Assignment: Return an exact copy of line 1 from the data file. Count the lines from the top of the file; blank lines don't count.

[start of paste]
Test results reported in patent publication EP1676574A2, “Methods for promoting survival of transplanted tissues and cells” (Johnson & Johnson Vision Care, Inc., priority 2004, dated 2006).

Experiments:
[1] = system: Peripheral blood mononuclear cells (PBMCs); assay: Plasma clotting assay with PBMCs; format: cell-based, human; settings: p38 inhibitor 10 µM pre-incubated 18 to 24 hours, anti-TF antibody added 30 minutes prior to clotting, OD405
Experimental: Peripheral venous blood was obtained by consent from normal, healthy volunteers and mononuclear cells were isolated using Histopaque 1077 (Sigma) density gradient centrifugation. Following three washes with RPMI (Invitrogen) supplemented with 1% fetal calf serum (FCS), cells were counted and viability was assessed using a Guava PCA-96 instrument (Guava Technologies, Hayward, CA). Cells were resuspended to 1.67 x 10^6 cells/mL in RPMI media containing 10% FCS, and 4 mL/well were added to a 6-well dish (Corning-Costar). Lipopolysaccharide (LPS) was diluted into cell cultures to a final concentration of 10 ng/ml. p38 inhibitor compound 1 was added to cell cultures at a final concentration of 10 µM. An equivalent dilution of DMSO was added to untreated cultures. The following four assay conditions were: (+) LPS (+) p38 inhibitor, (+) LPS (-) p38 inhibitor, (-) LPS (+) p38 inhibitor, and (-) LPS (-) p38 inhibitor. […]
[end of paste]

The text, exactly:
Test results reported in patent publication EP1676574A2, “Methods for promoting survival of transplanted tissues and cells” (Johnson & Johnson Vision Care, Inc., priority 2004, dated 2006).